[/quote]

Yes. It cut off the excuse I'd been making for some years that the Pope really wanted people like me to work for corporate reunion.

Edwin


#17

[quote="CMatt25, post:6, topic:299996"]
No storm where I live. I've corresponded with a few Episcopal priests. They assure me there has been no exodus of churches and very little dissention

[/quote]

That's the party line. I'm sure they really believe it, because it's probably true where they are. More conservative areas have suffered much more than more liberal ones.

Edwin


#18

[quote="CMatt25, post:14, topic:299996"]
Yes seems very warm and understanding. She's actually one of the people I'm giving some consideration to being a possible Christian spiritual advisor. And her small church, not wealthy at all it seems to me financially. They worship in their very modest parish hall. Provide an awesome outreach where the needy can come for food, meals, and clothing several days a wk at no charge. Not like a thrift store shop with a nominal fee. I absolutely love that. She told me she always keeps some donated clothing back in her office because the homeless know they can always come in anytime she is in her office. And I'm sorry I realize I wasn't clear. The priests I've corresponded with have assured me of no dissention in their diocese. She was actually baptized in the Catholic Church and reared in it in her early upbringing but decided to be confirmed Episcopalian at the time of age for Confirmation. Actually another of the Episcopal priests I've corresponded with was actually a Catholic priest in the Roman rite but left to become an Episcopal priest. He seems very warm too. Even though he knew my mother was not Episcopalian, when she was homebound in her later yrs, he offered to have Episcopal Communion brought to her. Though I did not take him up on the offer at the time, I've always and to this day thought that was extremely nice. I've also corresponded with a non Episcopalian but Protestant pastor who too was Catholic. Peace.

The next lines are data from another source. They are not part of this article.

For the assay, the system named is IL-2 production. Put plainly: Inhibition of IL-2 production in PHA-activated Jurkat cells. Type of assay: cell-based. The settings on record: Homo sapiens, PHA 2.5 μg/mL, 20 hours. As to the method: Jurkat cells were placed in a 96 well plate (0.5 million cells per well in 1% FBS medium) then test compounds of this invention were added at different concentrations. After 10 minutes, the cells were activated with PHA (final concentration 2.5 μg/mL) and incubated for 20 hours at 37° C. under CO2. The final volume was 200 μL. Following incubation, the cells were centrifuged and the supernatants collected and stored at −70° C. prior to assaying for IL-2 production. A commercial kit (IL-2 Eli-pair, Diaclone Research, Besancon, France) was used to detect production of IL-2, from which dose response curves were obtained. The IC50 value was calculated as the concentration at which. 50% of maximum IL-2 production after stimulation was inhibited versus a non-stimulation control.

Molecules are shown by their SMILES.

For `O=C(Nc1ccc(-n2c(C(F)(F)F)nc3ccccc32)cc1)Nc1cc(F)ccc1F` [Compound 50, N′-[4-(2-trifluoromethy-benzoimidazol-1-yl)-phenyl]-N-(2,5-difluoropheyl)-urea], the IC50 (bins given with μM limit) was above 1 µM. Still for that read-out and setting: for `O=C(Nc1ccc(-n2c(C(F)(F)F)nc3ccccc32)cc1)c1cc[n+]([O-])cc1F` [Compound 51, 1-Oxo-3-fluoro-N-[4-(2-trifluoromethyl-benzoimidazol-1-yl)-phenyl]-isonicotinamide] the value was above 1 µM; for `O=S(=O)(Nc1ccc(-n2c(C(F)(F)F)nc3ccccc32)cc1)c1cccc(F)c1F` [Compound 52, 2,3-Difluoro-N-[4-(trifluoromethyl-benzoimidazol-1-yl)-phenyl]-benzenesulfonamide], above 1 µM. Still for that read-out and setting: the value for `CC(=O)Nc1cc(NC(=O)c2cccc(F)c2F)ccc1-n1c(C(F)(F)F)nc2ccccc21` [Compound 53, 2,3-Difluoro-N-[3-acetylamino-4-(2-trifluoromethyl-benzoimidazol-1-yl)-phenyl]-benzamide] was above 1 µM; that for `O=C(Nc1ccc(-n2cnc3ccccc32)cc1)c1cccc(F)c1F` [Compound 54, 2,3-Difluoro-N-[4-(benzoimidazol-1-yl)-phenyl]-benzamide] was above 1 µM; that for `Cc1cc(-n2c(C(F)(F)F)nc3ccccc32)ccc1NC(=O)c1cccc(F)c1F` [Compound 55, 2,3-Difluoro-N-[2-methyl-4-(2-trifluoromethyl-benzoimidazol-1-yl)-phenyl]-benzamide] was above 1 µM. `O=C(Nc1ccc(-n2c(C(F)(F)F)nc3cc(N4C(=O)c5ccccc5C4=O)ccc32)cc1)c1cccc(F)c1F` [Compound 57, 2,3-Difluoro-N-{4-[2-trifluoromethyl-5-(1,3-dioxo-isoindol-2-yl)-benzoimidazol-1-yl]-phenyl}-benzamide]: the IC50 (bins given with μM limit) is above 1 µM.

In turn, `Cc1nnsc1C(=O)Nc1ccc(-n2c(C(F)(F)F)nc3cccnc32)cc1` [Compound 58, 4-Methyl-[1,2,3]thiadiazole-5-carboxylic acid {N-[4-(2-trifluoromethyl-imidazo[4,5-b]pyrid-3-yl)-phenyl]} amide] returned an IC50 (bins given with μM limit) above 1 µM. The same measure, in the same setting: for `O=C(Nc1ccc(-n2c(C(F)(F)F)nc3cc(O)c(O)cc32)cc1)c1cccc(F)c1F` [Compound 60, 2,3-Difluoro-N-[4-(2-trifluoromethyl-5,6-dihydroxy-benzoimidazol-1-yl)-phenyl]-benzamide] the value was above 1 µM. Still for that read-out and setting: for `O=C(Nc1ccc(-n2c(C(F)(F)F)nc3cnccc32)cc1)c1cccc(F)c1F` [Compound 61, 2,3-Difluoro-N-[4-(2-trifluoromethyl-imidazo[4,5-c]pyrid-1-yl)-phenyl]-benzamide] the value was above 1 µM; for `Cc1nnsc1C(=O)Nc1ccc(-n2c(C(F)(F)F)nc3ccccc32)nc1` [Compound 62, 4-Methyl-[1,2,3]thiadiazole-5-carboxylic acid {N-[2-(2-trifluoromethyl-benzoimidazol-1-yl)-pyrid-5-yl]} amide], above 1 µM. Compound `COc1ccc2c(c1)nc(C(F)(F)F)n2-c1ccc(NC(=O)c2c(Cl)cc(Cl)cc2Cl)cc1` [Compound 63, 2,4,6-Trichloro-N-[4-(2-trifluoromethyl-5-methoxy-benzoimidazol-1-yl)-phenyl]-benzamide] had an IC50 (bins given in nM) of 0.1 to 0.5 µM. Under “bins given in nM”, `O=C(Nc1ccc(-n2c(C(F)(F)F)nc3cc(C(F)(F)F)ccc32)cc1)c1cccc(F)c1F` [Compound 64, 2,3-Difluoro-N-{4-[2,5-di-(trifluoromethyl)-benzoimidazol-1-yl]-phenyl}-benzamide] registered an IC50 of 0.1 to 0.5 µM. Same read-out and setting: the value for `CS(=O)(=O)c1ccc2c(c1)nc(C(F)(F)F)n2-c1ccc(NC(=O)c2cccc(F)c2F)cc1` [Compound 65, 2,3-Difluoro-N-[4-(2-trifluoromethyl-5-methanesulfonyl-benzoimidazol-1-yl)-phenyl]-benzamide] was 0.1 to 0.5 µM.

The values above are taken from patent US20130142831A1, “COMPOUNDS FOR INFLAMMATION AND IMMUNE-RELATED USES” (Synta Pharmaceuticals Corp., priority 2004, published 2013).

[/quote]

:thumbsup:


#19

[quote="Contarini, post:17, topic:299996"]
That's the party line. I'm sure they really believe it, because it's probably true where they are. More conservative areas have suffered much more than more liberal ones.

Edwin

[/quote]

Could be the area. Roman Catholics or at least their clergy here appear more conservative overall than I'd been used to previously. But that might just be the growing case with Roman Catholicism in general. Just today it was explained to me the USCCB is much different than even just 8 yrs ago. Maybe though in my area the Episcopalians are less conservative. I also know one of their churches has 4 weekend services ranging from acoustic guitar and piano to traditional rites and a contemporary Christian band. Another has a jazz Sat service and has 2 traditional on Sun and has just recently added another on Sun. Even the very small Episcopal church I referenced with the outreach shows a growing trendline on the spreadsheets the priest has been keeping she told me. .


#20

Read more at christianpost.com/news/church-of-england-committee-fails-to-choose-new-archbishop-of-canterbury-82397/#Hf4SfcyveESIij0I.99